When Google announced that the Chrome browser was coming to iOS last month, I installed it as quickly as it became available. It’s not that I’m a dedicated fan of the Chrome browsing experience or Google as a whole, but a number of features available to users of the mobile Chrome browser pushed it over the top for me and I haven’t looked back once.
Over all, the Chrome browser available on iOS and Android is very much like the full-featured desktop browser. It handles just about every page I throw at it the same way it would if I had it pulled up on my Mac or PC, and everything stays in sync between the various platforms in much the same way. In short, it’s exactly the experience I’d hope to have with a mobile browser.
I have a whole list of bookmarks on my desktop browsers that I dread having to sync between my desktop and mobile phone. Since Chrome is my primary browser on the desktop, it’s only natural that I’d hope my Chrome bookmarks could sync with my mobile browser. Thanks to Chrome for iOS and Android, it’s really not a problem at all.
For those of you that are using the mobile Chrome browser and are scratching your head at this, just take a look at your bookmarks folders from the mobile browser and switch from using the mobile bookmarks to the desktop bookmarks. All of your bookmarks should be there.
Sync happens very quickly, too. I added a bookmark on my desktop to test and it appeared right away on my mobile Chrome install on Android. Very snappy.
Let’s face it, nothing is more embarrassing than having a buddy borrow your phone or tablet to look something up really quick only to discover that you have some interesting search queries going on in your mobile browser. Let’s not even get into what can happen of that curious friend goes into your history. Enter Incognito Mode, a truly useful feature for anyone that finds themselves searching WebMD for the potential cause of that curious rash that cropped up between their toes.
Let’s face it, having a little extra privacy is a good thing. My phone and tablet get passed around more than a ping pong ball at a beer pong tournament. Knowing that I have the option to use the same mode I have available on the desktop is a good thing.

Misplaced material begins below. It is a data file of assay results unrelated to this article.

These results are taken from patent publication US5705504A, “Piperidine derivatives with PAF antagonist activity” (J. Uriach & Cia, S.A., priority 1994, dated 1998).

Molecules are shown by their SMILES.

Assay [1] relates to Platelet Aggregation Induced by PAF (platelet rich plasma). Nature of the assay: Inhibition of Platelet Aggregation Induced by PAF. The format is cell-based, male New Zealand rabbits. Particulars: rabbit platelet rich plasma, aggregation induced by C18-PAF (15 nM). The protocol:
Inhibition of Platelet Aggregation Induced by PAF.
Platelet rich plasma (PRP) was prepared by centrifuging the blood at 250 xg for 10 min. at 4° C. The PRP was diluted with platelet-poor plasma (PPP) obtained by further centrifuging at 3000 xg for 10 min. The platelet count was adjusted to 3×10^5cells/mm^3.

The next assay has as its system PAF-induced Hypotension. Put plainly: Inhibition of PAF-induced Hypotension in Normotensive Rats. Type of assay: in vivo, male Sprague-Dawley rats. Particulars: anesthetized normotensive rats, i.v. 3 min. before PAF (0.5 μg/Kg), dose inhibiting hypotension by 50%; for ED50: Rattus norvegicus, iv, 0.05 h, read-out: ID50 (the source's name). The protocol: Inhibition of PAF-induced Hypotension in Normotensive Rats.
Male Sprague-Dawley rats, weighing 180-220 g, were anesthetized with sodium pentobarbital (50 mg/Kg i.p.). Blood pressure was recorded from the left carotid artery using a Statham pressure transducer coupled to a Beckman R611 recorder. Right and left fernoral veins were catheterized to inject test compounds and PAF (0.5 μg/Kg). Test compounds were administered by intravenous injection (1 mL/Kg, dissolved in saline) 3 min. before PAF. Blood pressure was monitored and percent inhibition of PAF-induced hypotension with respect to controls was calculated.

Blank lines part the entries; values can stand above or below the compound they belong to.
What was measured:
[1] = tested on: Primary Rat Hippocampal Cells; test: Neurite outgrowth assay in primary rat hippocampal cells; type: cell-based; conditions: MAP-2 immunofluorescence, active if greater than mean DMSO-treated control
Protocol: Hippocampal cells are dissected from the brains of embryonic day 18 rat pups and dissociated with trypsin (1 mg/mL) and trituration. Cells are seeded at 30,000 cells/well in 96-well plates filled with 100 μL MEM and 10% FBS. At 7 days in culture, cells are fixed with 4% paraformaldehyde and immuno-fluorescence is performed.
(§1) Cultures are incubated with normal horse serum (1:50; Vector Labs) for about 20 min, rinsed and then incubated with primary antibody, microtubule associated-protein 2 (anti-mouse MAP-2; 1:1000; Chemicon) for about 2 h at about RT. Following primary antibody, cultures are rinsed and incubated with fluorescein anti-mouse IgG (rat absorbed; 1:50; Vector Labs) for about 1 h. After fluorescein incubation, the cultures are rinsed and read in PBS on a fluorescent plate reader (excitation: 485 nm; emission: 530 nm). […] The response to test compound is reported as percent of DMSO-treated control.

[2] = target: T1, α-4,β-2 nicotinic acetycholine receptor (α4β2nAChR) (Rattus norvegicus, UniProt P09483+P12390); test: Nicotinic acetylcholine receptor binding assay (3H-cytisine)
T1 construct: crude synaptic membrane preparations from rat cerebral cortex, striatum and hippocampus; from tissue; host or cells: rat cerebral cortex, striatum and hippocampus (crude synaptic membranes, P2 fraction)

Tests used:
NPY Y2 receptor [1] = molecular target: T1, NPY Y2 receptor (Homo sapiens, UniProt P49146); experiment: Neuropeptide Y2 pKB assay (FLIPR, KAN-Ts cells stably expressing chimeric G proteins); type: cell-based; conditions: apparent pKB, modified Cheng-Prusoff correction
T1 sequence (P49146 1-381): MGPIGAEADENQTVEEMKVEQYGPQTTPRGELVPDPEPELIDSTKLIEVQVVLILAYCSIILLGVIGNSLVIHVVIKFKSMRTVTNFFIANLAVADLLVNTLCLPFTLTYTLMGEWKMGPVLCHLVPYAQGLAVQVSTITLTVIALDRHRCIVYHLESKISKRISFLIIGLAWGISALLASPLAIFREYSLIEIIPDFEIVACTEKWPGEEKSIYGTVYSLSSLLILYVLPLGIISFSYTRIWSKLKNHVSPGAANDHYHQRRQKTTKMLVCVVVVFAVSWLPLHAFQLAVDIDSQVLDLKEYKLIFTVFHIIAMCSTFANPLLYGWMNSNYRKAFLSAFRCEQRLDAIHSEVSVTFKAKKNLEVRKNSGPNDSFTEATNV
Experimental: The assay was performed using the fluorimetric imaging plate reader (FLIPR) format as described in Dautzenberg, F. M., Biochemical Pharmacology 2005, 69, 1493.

Send to Mobile and View Open Tabs
Thanks to an extension created by Google, you can activate Send to Mobile which enables you to send a page directly to your mobile device(s) from your desktop with a single click. If you’re in a rush and don’t want to search for the page you’re on while out and about, you can simply click the Send to Mobile button and head out the door knowing the page will be there when you pull your phone out of your pocket and fire up Chrome for Android or iOS.
View Open Tabs is another great feature enabling you to sync open tabs between your desktop and mobile browsers. If you have multiple pages you’re working with, you don’t have to set the tabs back up in the mobile browser. It just syncs, and that’s very useful.
I am very forgetful when it comes to passwords, and I should be with over 200 sites in my LastPass account alone. It’s crazy how many sites require a username and login these days. In leu of using a special fork of mobile Safari with the LastPass app, I can opt to utilize the same password-remembering features of the desktop version of Google Chrome on my mobile browser. Even if I’ve never used a password on the mobile browser before, it’s there and ready for me thanks to sync.
I find myself constantly having to check on things from my phone which require a username and password to access. Whether I’m at the mall responding to a work-related text message or at a buddy’s house, it’s great knowing I don’t have to go through the hassle of searching for the password with my password management service prior to getting what I need to do done.
There is a downside here if you don’t do things like lock your phone when you’re not using it. Your passwords are synced on the mobile browser, and that’s not the greatest idea if you hate locking your phone (or the apps within).
Especially on the tablet version of Chrome for iOS, the interface is extremely familiar if you use Chrome. It’s not hard to find your way around most mobile browsers, but a lot of average users will enjoy having what amounts to the same experience on one platform as they have one another. Google has maintained roughly the same design philosophy behind the two browsers, and that’s a good thing.
I’m not saying it’s the best design out there. Certainly, there are browsers with sleek interfaces and incredibly intuitive methods of operation. The point here is consistency, and for an average user that doesn’t want to learn the nuances of each system, this is a difficult bonus to overlook.
It could be my own personal tastes (which is why this is an opinion piece rather than a biased review pretending not to be) but I actually really like this browser, especially compared to the default browsers found on both Android and iOS. I wish I knew why desktop and mobile operating systems tend to ship with browsers that just don’t work as well as some of their third-party counterparts. At least Google got one thing right in deciding to make Chrome for Android the default (included) browser in Android 4.1 Jelly Bean.